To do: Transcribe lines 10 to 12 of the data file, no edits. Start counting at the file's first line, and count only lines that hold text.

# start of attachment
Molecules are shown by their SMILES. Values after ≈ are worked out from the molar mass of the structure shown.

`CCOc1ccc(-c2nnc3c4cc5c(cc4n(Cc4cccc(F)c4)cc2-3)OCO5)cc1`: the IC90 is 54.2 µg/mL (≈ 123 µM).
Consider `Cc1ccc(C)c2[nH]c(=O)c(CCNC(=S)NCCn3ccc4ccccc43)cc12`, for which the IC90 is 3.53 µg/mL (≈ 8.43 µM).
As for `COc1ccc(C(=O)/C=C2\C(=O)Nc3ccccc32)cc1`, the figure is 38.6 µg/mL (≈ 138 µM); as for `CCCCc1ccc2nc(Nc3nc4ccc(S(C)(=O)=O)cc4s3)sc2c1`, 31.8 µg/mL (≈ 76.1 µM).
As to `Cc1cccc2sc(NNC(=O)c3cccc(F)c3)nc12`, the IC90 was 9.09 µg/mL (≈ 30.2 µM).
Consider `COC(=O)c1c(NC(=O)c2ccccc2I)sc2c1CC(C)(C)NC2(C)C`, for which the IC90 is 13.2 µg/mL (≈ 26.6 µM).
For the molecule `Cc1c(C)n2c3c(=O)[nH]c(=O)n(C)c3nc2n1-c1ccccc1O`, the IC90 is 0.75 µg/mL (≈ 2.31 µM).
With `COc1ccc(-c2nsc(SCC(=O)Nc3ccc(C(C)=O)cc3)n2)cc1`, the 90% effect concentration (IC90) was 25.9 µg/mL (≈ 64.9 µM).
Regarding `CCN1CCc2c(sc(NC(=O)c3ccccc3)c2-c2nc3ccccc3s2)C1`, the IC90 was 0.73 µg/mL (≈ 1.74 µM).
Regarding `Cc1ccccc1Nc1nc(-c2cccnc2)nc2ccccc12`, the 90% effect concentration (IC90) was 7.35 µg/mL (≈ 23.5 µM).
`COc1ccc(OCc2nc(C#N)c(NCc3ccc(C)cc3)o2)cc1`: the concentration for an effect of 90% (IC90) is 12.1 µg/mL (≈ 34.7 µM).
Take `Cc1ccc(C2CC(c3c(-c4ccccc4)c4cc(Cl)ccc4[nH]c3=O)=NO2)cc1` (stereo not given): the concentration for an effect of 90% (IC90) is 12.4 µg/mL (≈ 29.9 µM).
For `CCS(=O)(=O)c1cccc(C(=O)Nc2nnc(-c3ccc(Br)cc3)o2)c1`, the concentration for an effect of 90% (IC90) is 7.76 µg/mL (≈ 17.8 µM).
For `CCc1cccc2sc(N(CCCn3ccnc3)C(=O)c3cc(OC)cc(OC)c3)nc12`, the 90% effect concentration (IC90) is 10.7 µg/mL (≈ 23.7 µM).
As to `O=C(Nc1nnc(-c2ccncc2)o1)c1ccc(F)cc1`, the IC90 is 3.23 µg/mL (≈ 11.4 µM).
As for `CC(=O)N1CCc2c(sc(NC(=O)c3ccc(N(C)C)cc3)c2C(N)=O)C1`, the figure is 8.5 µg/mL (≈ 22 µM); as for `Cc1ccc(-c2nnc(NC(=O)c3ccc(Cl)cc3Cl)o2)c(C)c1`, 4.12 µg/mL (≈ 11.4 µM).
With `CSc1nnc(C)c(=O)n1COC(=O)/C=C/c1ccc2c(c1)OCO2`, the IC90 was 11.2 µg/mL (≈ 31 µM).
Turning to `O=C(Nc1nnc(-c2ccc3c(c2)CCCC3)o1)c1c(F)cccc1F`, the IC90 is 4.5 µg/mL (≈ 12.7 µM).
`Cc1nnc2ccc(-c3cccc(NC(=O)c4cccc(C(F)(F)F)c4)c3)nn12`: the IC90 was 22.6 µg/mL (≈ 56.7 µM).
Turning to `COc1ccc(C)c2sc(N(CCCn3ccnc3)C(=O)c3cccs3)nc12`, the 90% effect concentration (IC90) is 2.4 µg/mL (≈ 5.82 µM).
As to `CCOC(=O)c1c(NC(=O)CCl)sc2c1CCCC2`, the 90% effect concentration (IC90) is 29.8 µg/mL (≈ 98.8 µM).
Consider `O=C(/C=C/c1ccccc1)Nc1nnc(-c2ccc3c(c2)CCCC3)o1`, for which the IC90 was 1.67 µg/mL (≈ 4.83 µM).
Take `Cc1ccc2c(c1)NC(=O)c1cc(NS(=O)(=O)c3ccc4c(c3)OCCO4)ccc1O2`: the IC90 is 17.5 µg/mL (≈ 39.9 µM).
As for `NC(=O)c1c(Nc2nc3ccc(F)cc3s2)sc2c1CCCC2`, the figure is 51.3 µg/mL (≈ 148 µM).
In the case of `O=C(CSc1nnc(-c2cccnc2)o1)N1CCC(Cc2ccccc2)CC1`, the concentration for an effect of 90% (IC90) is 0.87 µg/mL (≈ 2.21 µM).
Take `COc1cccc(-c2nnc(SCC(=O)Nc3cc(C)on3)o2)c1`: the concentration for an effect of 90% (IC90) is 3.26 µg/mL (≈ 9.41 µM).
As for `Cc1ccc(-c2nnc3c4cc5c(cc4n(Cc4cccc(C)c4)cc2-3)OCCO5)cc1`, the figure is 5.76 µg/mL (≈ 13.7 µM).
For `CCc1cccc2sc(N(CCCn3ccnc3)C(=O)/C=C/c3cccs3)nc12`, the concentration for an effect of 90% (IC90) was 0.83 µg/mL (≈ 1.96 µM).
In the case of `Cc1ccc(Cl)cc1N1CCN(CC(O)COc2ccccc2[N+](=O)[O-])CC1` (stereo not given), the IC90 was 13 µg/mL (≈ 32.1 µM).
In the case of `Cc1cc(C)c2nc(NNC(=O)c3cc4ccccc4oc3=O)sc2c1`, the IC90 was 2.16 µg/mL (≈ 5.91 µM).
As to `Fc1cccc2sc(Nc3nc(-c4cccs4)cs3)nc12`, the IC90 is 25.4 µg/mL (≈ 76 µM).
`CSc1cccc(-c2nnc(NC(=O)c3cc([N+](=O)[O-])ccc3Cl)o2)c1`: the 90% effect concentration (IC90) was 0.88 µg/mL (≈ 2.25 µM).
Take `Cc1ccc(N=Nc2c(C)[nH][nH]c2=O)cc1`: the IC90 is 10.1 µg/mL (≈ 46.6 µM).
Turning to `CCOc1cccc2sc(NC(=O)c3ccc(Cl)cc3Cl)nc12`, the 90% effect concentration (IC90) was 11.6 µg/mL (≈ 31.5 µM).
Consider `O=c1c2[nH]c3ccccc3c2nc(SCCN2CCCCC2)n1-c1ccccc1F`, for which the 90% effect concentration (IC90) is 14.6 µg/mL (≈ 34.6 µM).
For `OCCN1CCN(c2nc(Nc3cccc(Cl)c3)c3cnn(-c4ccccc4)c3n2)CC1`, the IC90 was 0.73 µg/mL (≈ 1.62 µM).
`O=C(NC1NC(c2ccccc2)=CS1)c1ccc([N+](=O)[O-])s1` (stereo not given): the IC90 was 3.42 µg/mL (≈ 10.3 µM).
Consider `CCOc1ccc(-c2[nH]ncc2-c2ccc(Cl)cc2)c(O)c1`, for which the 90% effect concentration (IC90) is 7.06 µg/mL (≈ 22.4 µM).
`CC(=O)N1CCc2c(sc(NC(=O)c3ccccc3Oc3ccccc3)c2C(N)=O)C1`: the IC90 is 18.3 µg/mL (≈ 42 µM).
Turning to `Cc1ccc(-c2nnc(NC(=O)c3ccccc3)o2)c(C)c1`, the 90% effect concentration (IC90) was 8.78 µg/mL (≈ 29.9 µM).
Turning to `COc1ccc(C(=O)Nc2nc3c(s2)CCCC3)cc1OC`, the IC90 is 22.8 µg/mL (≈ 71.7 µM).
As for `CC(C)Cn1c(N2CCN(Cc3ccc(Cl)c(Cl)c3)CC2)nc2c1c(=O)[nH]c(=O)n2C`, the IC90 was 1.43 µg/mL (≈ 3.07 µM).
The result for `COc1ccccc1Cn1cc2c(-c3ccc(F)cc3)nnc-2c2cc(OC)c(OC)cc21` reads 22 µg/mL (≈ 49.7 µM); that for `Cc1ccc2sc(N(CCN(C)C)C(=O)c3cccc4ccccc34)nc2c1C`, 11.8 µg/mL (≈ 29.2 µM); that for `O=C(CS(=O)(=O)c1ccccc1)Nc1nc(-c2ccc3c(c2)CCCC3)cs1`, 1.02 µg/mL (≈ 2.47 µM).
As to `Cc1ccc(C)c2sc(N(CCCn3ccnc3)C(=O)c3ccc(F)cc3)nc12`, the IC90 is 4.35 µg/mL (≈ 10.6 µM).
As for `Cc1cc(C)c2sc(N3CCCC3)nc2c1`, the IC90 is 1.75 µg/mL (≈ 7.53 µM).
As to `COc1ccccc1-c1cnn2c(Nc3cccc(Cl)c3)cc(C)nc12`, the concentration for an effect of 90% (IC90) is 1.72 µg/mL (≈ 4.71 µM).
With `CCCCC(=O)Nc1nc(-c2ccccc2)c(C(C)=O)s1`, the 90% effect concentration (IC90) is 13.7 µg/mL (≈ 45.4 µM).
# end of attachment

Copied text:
Regarding `Cc1ccccc1Nc1nc(-c2cccnc2)nc2ccccc12`, the 90% effect concentration (IC90) was 7.35 µg/mL (≈ 23.5 µM).
`COc1ccc(OCc2nc(C#N)c(NCc3ccc(C)cc3)o2)cc1`: the concentration for an effect of 90% (IC90) is 12.1 µg/mL (≈ 34.7 µM).
Take `Cc1ccc(C2CC(c3c(-c4ccccc4)c4cc(Cl)ccc4[nH]c3=O)=NO2)cc1` (stereo not given): the concentration for an effect of 90% (IC90) is 12.4 µg/mL (≈ 29.9 µM).